Auerbach currently works for the American Life Insurance Co., a division of AIG. He is responsible for executive development in his role as vice president. He was raised in New York and moved to Washington to attend GW, where he was editor of The GW Hatchet student newspaper and graduated with a degree in foreign affairs. He enrolled directly thereafter in the Law School, where he reports spending most of his time in the library. “I wasn’t a natural student,” he explains, but it simply may have been the case that the Law School was that tough. He estimates an attrition rate of roughly 50 percent among his fellow classmates in the first year, and reports that in the first year, “the topics were easy, but they tried to flunk you.” (At the time, law schools then lacked a standardized test like the modern LSAT to filter candidates for admission.) He also says only 55 percent of candidates passed the D.C. bar his year.

After graduating from the Law School, Auerbach joined the U.S. Army’s Judge Advocates General’s Corps, which sent him to serve in both Germany and Vietnam. He left active duty after seven years but continued to serve in the U.S. Army Reserves, through which he attained the rank of colonel and was decorated with the Legion of Merit with Oak Leaf Cluster and the Bronze Star. He practiced law for the first 19 years of his career but has subsequently spent 25 years in business, for which he says “my legal training continues to be relevant to my work.” He made the transition from law to business at the insurance company INA (now CIGNA), where he moved from the post of associate general counsel and staff vice president to the role of president of International Life and Group Operations. More recently, he was president and chief operating officer of New York Life Worldwide, director general of Azteca Insurance (of Mexico), president of UICI’s insurance group, and president and CEO of Tesia Corporation (an early stage technology company). Earlier, he started and led Andersen Consulting’s Mexican insurance practice.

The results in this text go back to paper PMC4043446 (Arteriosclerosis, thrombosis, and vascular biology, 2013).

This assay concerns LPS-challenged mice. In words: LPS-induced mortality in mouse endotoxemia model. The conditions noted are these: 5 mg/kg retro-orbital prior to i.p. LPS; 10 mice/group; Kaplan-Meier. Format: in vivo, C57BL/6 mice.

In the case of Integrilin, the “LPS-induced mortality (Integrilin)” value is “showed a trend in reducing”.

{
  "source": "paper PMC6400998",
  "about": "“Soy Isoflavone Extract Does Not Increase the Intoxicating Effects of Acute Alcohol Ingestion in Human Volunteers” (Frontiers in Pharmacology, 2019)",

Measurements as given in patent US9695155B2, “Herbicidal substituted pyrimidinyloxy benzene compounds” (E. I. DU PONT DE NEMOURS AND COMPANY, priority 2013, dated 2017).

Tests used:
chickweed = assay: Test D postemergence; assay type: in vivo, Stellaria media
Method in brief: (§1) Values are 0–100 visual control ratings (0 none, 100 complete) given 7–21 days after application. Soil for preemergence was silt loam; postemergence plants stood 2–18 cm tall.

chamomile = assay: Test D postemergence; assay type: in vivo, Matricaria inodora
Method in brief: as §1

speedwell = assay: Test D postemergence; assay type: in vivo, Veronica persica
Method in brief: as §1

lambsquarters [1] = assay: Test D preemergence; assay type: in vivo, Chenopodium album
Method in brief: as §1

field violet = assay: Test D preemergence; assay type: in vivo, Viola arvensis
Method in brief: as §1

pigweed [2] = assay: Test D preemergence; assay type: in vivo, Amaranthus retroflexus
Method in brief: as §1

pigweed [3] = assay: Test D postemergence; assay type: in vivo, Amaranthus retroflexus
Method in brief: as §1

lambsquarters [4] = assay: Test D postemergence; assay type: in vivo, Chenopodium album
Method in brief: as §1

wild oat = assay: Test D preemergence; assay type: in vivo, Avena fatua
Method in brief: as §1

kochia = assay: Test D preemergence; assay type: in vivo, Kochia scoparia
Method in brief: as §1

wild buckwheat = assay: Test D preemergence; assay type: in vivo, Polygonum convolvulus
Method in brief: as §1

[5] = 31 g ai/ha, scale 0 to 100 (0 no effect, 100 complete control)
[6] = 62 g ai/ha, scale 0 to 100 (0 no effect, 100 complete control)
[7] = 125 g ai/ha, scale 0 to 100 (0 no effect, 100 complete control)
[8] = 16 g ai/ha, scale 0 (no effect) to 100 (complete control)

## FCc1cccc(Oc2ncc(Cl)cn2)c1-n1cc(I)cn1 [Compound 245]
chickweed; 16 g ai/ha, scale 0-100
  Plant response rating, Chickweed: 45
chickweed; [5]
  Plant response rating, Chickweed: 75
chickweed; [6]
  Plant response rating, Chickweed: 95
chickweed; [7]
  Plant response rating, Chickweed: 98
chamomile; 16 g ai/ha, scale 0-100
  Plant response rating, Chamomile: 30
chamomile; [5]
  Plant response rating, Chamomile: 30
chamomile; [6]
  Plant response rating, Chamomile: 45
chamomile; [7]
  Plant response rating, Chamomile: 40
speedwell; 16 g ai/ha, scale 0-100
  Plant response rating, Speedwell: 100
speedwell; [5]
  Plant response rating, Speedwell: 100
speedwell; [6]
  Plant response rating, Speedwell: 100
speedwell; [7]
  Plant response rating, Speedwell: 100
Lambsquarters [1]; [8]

Auerbach also is a published author. He wrote a guidebook for senior executives, Joining the Inner Circle, How to Make It as a Senior Executive (John Wiley & Sons, 1990), and has contributed articles on business and defense topics to The Wall Street Journal and other publications. He currently is on the State Board of Directors of Audubon Connecticut and has served on the board of directors of the Salvation Army in Mexico City.

Auerbach has very generously named the Law School as the beneficiary of a charitable remainder trust in his and his wife’s name. John Cole, director of advancement at the Law School, explains that such gifts are a wonderful option for the contributors and for the Law School. “Mr. Auerbach’s generous gift is also very workable. By offering a percentage of his estate rather than a fixed-dollar amount, his contribution allows for the possibility of increased value to his estate, and hence to the Law School’s gift.”

Dean Michael K. Young reiterates the Law School’s appreciation, stating, “The Law School is enormously pleased that Ernest Auerbach has extended this generous donation to his alma mater. His gift will strengthen our already thriving programs across the board.”

Regarding his motivations for giving, Auerbach explains that “my wife and I decided to give a gift to the Law School because George Washington helped me enormously in my career.” He is particularly pleased to support GW because, in his judgment, “Both the University and the Law School have improved many fold in the scope and quality of the instructors,” and he has followed recent developments at the Law School with great interest. Auerbach encourages other alumni to donate generously to the Law School.

—David Burnett